Turkey Tries to Isolate al-Qaeda Forces in Syria’s Idlib Province

Hopes to Lure Other Militants Out of Their Alliance

Turkish Foreign Minister Mevlut Cavusoglu says his government is making a major effort to try to isolate al-Qaeda’s Nusra Front within the Idlib Province of Syria, as part of implementing deals to reduce violence in the country.

Turkey, Russia, and Iran are making major efforts to reduce fighting in and around Idlib, with a deal in the Astana peace talks bringing most of the rebels on board. The Nusra Front, however, has rejected the Astana deal, and accused rebels who participate in it of betraying them.

Idlib has a lot of different rebel factions in it, and Nusra is the head of a large umbrella group, one of the most influential in the area. Turkey is hoping to lure other factions in their umbrella group away, however, with an eye toward limiting their ability to cause problems for the deal.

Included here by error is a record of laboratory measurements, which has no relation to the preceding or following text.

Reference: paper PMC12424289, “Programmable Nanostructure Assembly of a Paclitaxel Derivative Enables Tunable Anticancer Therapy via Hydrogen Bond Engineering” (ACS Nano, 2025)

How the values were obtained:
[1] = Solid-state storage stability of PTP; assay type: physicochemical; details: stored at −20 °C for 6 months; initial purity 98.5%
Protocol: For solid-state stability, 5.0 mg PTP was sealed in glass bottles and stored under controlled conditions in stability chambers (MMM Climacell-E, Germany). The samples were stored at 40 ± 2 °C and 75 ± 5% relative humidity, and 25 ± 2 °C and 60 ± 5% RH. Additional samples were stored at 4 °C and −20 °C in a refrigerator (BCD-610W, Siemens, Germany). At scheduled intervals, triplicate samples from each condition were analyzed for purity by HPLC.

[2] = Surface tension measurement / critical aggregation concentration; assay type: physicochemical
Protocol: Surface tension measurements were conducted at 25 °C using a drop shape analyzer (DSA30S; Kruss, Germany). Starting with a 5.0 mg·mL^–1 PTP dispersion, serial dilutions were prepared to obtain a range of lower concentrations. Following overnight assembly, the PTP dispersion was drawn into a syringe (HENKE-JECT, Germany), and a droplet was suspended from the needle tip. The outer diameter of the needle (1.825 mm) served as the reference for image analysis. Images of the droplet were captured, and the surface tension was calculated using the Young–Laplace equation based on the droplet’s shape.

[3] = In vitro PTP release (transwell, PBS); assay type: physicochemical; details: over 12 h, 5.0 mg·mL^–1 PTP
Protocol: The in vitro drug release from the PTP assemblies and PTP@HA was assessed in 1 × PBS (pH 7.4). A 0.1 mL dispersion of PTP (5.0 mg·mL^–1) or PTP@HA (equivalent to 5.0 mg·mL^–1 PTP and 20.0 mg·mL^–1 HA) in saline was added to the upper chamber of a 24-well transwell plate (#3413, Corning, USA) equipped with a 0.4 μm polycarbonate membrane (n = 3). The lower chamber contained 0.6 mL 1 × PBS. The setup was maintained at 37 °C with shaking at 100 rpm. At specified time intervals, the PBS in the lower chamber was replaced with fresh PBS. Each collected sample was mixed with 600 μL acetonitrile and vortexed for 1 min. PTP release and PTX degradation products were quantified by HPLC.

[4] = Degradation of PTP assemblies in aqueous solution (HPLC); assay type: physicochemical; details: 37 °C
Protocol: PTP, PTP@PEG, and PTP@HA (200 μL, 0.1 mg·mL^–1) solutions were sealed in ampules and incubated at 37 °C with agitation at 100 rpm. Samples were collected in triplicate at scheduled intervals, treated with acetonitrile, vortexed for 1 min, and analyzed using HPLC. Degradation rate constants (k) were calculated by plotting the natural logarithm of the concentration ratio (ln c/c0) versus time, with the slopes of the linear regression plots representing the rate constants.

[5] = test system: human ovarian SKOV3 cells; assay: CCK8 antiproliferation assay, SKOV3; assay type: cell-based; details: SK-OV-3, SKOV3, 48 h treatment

Nusra’s position has weakened considerably in the past few weeks, with a failed offensive against Syrian forces in Hama leading to a decisive rout, with Russia claiming 850 Nusra were killed in just 24 hours. It’s unclear how accurate this figure was, or how many fighters Nusra still has.

Separating them from other factions might be easier with Turkey involved, as Turkey already has a substantial collection of rebels they fund, and lots of jihadist groups exist in Idlib, meaning there are plenty factions to fit with ideologically.

Author: Jason Ditz

Jason Ditz is news editor of Antiwar.com.